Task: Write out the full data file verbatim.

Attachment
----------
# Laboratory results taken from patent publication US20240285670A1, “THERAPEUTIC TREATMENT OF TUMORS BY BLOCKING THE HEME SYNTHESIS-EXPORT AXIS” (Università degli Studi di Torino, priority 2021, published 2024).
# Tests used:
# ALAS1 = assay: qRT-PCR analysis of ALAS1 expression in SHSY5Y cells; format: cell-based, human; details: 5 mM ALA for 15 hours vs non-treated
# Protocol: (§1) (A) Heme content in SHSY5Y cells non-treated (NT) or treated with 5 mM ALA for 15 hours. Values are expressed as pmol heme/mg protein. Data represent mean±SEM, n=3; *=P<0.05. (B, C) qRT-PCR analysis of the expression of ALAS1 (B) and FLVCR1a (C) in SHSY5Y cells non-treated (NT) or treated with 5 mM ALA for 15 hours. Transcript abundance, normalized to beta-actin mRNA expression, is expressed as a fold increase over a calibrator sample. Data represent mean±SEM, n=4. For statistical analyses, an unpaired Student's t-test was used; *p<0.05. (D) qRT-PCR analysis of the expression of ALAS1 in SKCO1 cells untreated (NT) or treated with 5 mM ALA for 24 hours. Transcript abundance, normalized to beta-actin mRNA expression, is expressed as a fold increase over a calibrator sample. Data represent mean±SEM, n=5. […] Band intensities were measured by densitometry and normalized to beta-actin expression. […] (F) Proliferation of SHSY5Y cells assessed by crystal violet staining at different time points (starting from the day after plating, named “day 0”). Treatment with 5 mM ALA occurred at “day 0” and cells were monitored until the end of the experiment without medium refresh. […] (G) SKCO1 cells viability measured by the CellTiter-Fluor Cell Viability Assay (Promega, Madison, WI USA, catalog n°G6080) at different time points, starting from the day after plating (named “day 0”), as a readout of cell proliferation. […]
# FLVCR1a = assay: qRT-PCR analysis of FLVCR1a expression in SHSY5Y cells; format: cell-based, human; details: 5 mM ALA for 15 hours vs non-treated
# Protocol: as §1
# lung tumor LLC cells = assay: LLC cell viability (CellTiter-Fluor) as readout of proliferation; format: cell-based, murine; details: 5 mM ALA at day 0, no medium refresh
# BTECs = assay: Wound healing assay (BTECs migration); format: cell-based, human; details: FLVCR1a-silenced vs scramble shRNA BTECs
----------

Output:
# Laboratory results taken from patent publication US20240285670A1, “THERAPEUTIC TREATMENT OF TUMORS BY BLOCKING THE HEME SYNTHESIS-EXPORT AXIS” (Università degli Studi di Torino, priority 2021, published 2024).
# Tests used:
# ALAS1 = assay: qRT-PCR analysis of ALAS1 expression in SHSY5Y cells; format: cell-based, human; details: 5 mM ALA for 15 hours vs non-treated
# Protocol: (§1) (A) Heme content in SHSY5Y cells non-treated (NT) or treated with 5 mM ALA for 15 hours. Values are expressed as pmol heme/mg protein. Data represent mean±SEM, n=3; *=P<0.05. (B, C) qRT-PCR analysis of the expression of ALAS1 (B) and FLVCR1a (C) in SHSY5Y cells non-treated (NT) or treated with 5 mM ALA for 15 hours. Transcript abundance, normalized to beta-actin mRNA expression, is expressed as a fold increase over a calibrator sample. Data represent mean±SEM, n=4. For statistical analyses, an unpaired Student's t-test was used; *p<0.05. (D) qRT-PCR analysis of the expression of ALAS1 in SKCO1 cells untreated (NT) or treated with 5 mM ALA for 24 hours. Transcript abundance, normalized to beta-actin mRNA expression, is expressed as a fold increase over a calibrator sample. Data represent mean±SEM, n=5. […] Band intensities were measured by densitometry and normalized to beta-actin expression. […] (F) Proliferation of SHSY5Y cells assessed by crystal violet staining at different time points (starting from the day after plating, named “day 0”). Treatment with 5 mM ALA occurred at “day 0” and cells were monitored until the end of the experiment without medium refresh. […] (G) SKCO1 cells viability measured by the CellTiter-Fluor Cell Viability Assay (Promega, Madison, WI USA, catalog n°G6080) at different time points, starting from the day after plating (named “day 0”), as a readout of cell proliferation. […]
# FLVCR1a = assay: qRT-PCR analysis of FLVCR1a expression in SHSY5Y cells; format: cell-based, human; details: 5 mM ALA for 15 hours vs non-treated
# Protocol: as §1
# lung tumor LLC cells = assay: LLC cell viability (CellTiter-Fluor) as readout of proliferation; format: cell-based, murine; details: 5 mM ALA at day 0, no medium refresh
# BTECs = assay: Wound healing assay (BTECs migration); format: cell-based, human; details: FLVCR1a-silenced vs scramble shRNA BTECs